Rwanda, commonly known as the land of 1000 hills, is in a nutshell, nature’s paradise with a rich cultural heritage. During your trip to Rwanda you must visit the famous primates, including Golden Monkeys, Chimpanzees, Colobus Monkeys, and Baboons to name a few.  From the amazing waterfalls of Nyungwe National Park to an adventure in Akagera National Park and the mountain gorillas in Volcanoes National Park, this will be a trip you never forget. Enjoy a full traditional Rwandan experience with dancing, archery, traditional healers, Rwandan cuisine and a taste of Rwanda’s local brew at Iby’ Iwacu Cultural Village in Musanze, Rwanda’s Northern Province. Tour Kigali on an educational bus tour and learn all there is to know about Rwanda’s capital city including Rwanda’s Genocide Memorial Sites: Kigali Memorial Site; Murambi Memorial Site; Nyanza Kicukiro Memorial Site; and Ntarama Memorial Site. You can also visit Rwanda’s largest lake, Lake Kivu, its numerous islands and beach resort towns Rubavu and Karongi. Go canoeing, kayaking, and wind surfing at the edge of Rwanda’s Western Province.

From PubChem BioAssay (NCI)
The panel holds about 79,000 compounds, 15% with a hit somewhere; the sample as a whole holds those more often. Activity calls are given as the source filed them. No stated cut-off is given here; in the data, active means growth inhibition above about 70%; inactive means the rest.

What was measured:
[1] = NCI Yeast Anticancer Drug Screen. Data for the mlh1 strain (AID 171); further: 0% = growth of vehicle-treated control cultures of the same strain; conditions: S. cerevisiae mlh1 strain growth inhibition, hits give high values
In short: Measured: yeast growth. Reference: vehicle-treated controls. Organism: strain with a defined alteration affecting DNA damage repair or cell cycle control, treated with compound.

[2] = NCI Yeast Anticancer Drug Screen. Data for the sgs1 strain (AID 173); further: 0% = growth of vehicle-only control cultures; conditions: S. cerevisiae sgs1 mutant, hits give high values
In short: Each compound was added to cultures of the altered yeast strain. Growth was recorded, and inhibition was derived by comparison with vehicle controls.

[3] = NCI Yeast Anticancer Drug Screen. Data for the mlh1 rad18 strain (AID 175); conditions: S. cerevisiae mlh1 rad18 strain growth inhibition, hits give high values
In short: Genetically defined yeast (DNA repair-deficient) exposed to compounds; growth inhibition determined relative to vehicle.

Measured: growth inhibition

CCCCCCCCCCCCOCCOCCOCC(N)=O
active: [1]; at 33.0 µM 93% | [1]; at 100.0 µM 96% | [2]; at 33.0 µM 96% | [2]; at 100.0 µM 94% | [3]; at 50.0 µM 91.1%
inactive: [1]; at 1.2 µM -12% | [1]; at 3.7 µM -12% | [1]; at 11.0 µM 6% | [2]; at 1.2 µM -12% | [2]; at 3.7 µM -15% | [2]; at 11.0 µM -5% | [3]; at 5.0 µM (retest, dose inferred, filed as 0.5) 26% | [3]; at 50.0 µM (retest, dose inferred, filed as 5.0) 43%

Parc National de l’Akagera

Parc National de l’Akagera

Originally constructed in 1934, Parc National de l’Akagera was created to protect the area surrounding the Akagera River, and was once one of the best wildlife reserves in Africa. However, political violence and civil unrest took its toll on the area in the late 1990s, and refugees emigrated in mass numbers, causing much harm to the environment. It thereafter spanned a significantly reduced area, and as the park was only a fraction of its former glory, it became a region of concentrated charity efforts, which saw various groups including the African Parks Network (APN) and the Akagera Management Company (AMC) dedicate time and money into transforming the park into a natural haven once more. And this exertion proved fruitful; the park has recently become Rwanda’s fourth largest source of economic revenue, and is now renowned again as one of the most scenic savanna reserves in Africa.